If All Seven Billion People Had Wheels

2011•11•04 Jacob Park Green Mountain College

An opinion piece that appeared in the New York Times, with the provocative title If All Chinese Had Wheels, argued that “if the level of industrialization in China could be increased to the point that each Chinese family possessed an automobile and other amenities of industrial society, the effect on China and the entire world would be catastrophic”.

China has since replaced the United States (US) as the world’s largest auto market after recording a phenomenal 46 percent increase in its 2009 vehicle sales. It, along with India and the other so-called BRICS countries are now emerging as a key focal point of the global economic engine, so perhaps it is not so surprising that China is on track to become the world’s largest economy by the middle of this century. In recent years it became the largest emitter of greenhouse gas emissions (though its per capita GDP emissions are still much lower compared to the US and other OECD industrialized countries).

All these facts might indeed usher in concerns of an imminent global ecological catastrophe. But would it surprise you to know that If All Chinese Had Wheels, written by Dennis Pirages and Paul Ehrlich, was published back on 16 March 1972 — almost a decade before China started its modern industrialization path with the creation of special economic zones in Southern China?

What is remarkable about the article is not necessarily its accuracy (although it is certainly prophetic on a number of levels) but rather its focus on the long standing but never fully resolved question of how and to what degree the international community can commit itself to sustainable development for all of the world’s inhabitants (not just for the fortune few that live in the wealthy band of countries).

With our planet said to have welcomed its seventh billion resident recently, and with the United Nations embarking on the Rio+20 international conference in June 2012, the question of the international community’s commitment to sustainable development for all seems more urgent but strangely less relevant to what is going around the world. Let me offer two examples of this weird state of world affairs.

Humanitarian catastrophes like the famine in the Horn of Africa show the limitations of actual governance without effective government action.

First, even as the international community appears to be more connected through social media, so that even government-imposed media blackouts can’t prevent images of violent crackdowns being posted online, it seems helpless if not completely unable to respond effectively, for instance, to the famine in the Horn of Africa.

Humanitarian catastrophes like this famine show the limitations of actual governance without effective government action. What type of effective global collaborative action can we realistically expect for issues like water scarcity in the developing world when the potential deaths of almost 800,000 people have so little impact on the world’s humanitarian consciousness?

Second, even as the scientific consensus on the impact of climate change on biodiversity loss and the intensity of hurricanes seems more firmly established, the actual grassroots public support for climate action can only be described as tepid in the usual climate policy champions like the European Union and almost invisible in countries such as the US, except for a handful of state-based initiatives such as one recently passed by California.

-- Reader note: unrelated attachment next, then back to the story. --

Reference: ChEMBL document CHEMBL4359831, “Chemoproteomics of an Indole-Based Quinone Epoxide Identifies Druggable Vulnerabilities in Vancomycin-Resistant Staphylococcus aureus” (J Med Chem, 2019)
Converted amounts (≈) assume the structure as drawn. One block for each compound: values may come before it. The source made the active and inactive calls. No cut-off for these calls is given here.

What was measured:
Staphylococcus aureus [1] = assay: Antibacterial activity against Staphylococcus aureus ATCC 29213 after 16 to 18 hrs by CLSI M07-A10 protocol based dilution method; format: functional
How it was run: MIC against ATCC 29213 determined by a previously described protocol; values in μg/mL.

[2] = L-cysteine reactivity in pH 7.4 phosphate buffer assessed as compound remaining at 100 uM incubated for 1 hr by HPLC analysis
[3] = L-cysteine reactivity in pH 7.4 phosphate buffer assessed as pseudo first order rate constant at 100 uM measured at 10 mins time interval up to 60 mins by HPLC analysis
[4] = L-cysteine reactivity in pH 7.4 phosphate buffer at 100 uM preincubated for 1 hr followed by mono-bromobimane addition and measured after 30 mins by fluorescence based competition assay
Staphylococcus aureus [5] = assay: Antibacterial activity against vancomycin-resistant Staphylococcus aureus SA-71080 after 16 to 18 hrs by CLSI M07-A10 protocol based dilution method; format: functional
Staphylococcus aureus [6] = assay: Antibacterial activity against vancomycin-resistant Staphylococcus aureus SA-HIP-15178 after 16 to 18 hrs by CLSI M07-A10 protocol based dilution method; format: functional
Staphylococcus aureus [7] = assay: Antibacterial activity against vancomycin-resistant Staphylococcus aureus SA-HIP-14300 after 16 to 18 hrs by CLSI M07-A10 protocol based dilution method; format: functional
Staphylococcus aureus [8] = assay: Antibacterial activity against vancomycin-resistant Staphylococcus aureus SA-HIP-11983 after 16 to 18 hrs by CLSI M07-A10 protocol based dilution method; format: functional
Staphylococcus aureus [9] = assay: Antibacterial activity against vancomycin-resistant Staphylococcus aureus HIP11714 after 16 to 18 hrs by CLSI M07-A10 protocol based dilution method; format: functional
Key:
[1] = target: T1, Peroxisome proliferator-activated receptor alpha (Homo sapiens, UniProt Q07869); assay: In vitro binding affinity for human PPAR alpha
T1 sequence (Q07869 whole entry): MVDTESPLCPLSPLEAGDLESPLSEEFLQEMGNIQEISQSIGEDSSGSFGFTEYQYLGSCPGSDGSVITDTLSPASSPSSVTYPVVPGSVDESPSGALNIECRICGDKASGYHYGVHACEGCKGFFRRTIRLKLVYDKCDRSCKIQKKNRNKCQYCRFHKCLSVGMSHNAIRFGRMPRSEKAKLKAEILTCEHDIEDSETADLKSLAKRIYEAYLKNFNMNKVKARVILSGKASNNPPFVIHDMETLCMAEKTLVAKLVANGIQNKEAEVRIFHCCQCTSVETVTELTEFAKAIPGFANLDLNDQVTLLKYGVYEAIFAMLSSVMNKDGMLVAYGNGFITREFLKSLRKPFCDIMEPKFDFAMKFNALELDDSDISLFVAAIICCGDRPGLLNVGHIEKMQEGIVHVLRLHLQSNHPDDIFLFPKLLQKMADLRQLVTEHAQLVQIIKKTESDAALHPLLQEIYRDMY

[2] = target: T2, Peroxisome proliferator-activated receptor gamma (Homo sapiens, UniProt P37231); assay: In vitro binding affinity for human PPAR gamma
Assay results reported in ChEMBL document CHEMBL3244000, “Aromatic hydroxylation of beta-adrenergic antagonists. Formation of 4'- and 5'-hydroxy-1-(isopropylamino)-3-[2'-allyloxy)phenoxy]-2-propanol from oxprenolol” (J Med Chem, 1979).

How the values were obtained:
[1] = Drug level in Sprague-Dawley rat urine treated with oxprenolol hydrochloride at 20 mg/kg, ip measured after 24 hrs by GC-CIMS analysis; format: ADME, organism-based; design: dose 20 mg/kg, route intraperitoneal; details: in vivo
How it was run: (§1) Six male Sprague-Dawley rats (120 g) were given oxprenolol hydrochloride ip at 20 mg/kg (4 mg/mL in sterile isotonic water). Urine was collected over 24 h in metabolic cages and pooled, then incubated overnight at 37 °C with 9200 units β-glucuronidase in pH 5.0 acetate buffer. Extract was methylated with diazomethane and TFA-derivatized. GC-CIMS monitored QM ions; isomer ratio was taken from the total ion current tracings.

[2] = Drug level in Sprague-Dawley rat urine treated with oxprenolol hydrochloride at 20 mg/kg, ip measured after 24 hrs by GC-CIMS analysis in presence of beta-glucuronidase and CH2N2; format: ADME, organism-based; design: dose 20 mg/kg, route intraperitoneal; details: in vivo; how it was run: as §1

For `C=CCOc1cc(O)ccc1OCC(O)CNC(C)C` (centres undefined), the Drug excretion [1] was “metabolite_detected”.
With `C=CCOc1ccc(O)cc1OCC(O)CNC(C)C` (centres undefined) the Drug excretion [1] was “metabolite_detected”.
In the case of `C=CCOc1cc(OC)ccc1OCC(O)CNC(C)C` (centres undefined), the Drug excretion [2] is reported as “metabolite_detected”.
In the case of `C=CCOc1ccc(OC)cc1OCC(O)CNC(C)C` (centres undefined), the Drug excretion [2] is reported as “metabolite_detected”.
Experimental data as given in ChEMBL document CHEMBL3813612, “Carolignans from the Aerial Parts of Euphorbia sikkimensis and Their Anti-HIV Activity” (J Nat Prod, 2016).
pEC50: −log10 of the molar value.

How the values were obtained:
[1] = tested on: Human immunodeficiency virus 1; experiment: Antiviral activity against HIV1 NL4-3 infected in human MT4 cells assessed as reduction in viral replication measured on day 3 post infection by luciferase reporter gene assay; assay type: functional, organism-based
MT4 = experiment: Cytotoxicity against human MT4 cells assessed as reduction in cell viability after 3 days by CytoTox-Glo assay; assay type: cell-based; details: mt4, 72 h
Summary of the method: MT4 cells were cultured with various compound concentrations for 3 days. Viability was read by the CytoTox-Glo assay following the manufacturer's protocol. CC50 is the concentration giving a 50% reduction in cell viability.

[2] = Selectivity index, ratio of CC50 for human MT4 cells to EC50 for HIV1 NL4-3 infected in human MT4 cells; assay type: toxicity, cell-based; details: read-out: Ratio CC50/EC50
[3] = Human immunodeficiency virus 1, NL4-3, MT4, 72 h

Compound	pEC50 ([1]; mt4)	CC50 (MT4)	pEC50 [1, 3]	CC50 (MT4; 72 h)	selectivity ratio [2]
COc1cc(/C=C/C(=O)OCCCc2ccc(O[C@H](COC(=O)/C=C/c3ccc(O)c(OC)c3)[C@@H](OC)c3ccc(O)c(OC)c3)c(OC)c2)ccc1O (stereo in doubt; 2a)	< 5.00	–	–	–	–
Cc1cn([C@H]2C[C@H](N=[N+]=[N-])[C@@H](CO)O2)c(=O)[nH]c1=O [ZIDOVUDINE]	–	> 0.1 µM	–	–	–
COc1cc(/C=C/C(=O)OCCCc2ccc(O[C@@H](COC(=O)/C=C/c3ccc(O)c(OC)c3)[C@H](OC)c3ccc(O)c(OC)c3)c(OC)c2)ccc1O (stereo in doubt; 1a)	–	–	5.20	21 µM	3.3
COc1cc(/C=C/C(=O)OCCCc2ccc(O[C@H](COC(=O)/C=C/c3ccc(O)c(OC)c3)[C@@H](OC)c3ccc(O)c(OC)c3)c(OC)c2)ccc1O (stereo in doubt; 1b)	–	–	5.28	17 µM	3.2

What type of effective global collaborative action can we realistically expect when the potential deaths of almost 800,000 people have so little impact on the world’s humanitarian consciousness.

Similarly, as the international community starts to learn more about the cumulative effects that growing world population and consumption are placing on agriculture and natural resources, we find ourselves needing to understand and take action on how best to feed a billion people who are chronically malnourished and prevent our agricultural systems from further degrading land, water, biodiversity, and other natural resources base all at the same time.

It seems almost baffling that elected leaders gathered at the World Conference on the Changing Atmosphere nearly a quarter of a century ago in 1988 and passed a resolution (one should add without provoking much political controversy) stating that “humanity is conducting an unintended, uncontrolled, globally pervasive experiment whose ultimate consequences could be second only to a global nuclear war” and agreed to reducing carbon dioxide emissions 20 percent by 2005.

If the 1972 New York Times article contained an interesting thread of an idea that might be worth repeating, it might be this: “by establishing a high quality life instead of a higher quantity of life, they (industrialized countries) could provide a new kind of model for the developing nations to emulate”. Almost forty years later, it may be safe to assume that the international community is still waiting for the arrival of that new model.

What do you think? Does the seven billion population figure represent an important milestone in terms of our global sustainability future? Why does it seem like we do less and behave more passively just as the science of environmental challenges seems more certain than ever? Is it that we are entirely distracted by the global economic uncertainty, or is it something else?

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If All Seven Billion People Had Wheels by Jacob Park is licensed under a Creative Commons Attribution-NonCommercial-ShareAlike 3.0 Unported License.